PORTO, Portugal - On a cloudy Sunday morning, Francisco Lima, a 20-year-old university student, trekked into Porto’s misty central square to embark on a tour based on the complicated religious history of his family and others like it, which he conducts regularly for interested visitors.
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Walking through the streets of what was once the Jewish Quarter of the northern Portuguese city, before the Inquisition was formally introduced there in 1536, Lima pointed out obscure Hebrew plaques on the colorfully tiled buildings that are typical of local architecture, and repeated the rumor of the recent discovery of a mikveh (Jewish ritual bath) that has not yet been widely publicized.
Some of the buildings with a Jewish past are obscure and unexpected, like the So Bento da Vitória Convent, an ornate structure which now serves as an events hall but was, according to Lima, who is well versed in local Jewish history, “named for the Catholic victory over the Jews in the area.”
Lima’s personal life story shares a similar transition: While he is descended from Jews on his great-great grandmother’s side, he now identifies as a Catholic, as do most of his fellow countrymen.
The city's hidden Jewish artifacts hint at a paradox, not just in the buildings themselves but among the people. There is immense pride in the local Jewish heritage, but the memory of the brutal history that erased it centuries ago still lingers, with plaques and tours commemorating those events. On a deeper level, some locals, like Lima, are becoming aware of their Jewish roots but remain happily Catholic, even as Jewish life around them is gradually being revitalized.
“There are a lot of Jewish things that have been found, and also some that haven’t yet been found,” Lima explained, walking down one of the city’s sloping cobblestone streets.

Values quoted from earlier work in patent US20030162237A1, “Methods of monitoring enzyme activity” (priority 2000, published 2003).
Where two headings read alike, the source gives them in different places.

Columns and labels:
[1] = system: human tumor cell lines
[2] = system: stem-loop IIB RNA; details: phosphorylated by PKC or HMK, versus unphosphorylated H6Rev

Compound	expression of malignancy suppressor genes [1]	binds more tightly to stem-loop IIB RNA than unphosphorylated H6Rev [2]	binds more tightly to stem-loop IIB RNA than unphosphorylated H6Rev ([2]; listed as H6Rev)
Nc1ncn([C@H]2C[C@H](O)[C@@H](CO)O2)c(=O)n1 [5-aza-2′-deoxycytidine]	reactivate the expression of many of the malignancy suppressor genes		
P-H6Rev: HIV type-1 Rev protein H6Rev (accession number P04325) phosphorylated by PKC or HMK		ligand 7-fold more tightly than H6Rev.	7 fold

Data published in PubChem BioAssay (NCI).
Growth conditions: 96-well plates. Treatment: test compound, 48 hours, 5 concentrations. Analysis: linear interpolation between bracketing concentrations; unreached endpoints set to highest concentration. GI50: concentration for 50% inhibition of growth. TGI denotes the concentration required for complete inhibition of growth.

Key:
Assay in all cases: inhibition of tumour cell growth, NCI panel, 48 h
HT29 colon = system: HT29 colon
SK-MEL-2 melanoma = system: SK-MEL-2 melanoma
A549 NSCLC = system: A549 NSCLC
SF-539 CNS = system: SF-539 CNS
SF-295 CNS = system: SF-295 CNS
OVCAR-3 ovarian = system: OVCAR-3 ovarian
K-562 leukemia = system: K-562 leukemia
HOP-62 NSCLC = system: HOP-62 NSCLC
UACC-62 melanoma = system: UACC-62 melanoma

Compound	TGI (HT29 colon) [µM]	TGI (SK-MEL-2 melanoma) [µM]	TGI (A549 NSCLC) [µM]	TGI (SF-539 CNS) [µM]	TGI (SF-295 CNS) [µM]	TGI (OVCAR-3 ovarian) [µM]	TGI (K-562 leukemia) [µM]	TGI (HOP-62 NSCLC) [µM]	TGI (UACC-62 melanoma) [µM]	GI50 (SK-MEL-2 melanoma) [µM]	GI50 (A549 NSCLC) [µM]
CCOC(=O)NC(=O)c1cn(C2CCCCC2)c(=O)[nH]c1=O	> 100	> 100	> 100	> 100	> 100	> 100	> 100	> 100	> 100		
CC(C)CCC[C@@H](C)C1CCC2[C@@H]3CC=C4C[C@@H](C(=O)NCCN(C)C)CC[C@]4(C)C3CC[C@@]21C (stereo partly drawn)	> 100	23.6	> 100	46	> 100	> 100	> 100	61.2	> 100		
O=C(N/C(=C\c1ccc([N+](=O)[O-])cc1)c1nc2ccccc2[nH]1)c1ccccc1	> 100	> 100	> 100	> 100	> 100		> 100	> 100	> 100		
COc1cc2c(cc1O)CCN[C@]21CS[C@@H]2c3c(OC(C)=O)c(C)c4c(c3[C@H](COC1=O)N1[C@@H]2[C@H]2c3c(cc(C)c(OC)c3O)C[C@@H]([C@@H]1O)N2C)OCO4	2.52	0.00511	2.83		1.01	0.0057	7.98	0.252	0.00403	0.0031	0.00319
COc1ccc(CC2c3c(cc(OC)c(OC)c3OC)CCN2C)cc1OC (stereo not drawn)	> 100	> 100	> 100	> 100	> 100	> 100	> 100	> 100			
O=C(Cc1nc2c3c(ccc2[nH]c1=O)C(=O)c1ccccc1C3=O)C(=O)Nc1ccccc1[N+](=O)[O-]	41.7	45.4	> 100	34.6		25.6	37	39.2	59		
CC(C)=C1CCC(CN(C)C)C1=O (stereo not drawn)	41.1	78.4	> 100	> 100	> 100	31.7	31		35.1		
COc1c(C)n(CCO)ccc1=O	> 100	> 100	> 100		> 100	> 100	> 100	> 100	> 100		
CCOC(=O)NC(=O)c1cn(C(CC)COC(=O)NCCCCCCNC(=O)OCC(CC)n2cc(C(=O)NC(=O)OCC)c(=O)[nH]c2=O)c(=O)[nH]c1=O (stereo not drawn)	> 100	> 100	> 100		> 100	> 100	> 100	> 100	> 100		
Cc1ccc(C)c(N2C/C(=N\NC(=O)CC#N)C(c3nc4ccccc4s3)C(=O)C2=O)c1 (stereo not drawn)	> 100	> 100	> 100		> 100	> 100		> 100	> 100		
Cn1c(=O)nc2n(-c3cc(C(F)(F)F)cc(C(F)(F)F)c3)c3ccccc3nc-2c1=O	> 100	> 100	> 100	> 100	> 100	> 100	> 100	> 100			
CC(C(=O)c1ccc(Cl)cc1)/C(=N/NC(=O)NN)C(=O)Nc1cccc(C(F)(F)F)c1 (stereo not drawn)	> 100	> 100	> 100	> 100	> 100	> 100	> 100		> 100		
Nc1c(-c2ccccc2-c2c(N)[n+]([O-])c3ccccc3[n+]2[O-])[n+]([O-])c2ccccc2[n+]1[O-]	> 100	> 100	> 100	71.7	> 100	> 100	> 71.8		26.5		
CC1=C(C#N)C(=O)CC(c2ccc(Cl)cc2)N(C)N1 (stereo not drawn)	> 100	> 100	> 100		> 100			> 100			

Lima’s great-grandfather, Francisco Bráz Rodrigues, was one of the founders of Porto’s modern Jewish community, established in 1923. He grew up with a vague knowledge of his Jewish roots: Although his father was Catholic, his mother was a crypto-Jew – a reference to persons who were forced to convert during the Inquisition but secretly continued to practiced Jewish rituals. Her parents died when she was young, however, and she was sent to live in a convent.
“She was raised as Christian, but she remembered the prayer chants, the Jewish ones, from when she was young and still recited them,” Lima said.
Captain Arthur Carlos Barros Basto, a World War I veteran and crypto-Jew also known as the "Portuguese Dreyfus" – for being discharged from the army because of anti-Semitism – converted to Judaism in Morocco, and returned to Porto to establish a Jewish community there. He facilitated Jewish conversions, including that of Lima's great-grandfather Rodrigues.
Rodrigues was at one point featured on the cover of an issue of Halapid, a local Hebrew language journal whose back issues are now displayed in the modest Porto Jewish Museum. The museum is located on the second floor of the Mekor Haim synagogue, the largest synagogue on the Iberian Peninsula. Rodrigues was also apparently instrumental in efforts by the Porto community to save other Jews during the Holocaust, according to his grandson, Gonçalo Quelhas Lima, Francisco’s father.
While Quelhas Lima said his grandfather never told him what he had done during World War II, a professor at Porto University who is an expert in that era of Portuguese history has said that Rodrigues was likely one of a few locals who indeed saved refugees: “He would drive to the Spanish border at night and pick them up and bring them back to Portugal, [where officials] would let them pass through safely.”
Reviving the heritage
Despite this deep and relatively recent connection with their roots, the Limas do not consider themselves part of Porto's existing Jewish community, and don’t have a strong relationship with it either. They don’t claim to be Jewish and don’t want to convert, but they feel invested and want to help revive the local heritage, which they do by organizing tours and running modest educational events which attract locals, university students and tourists.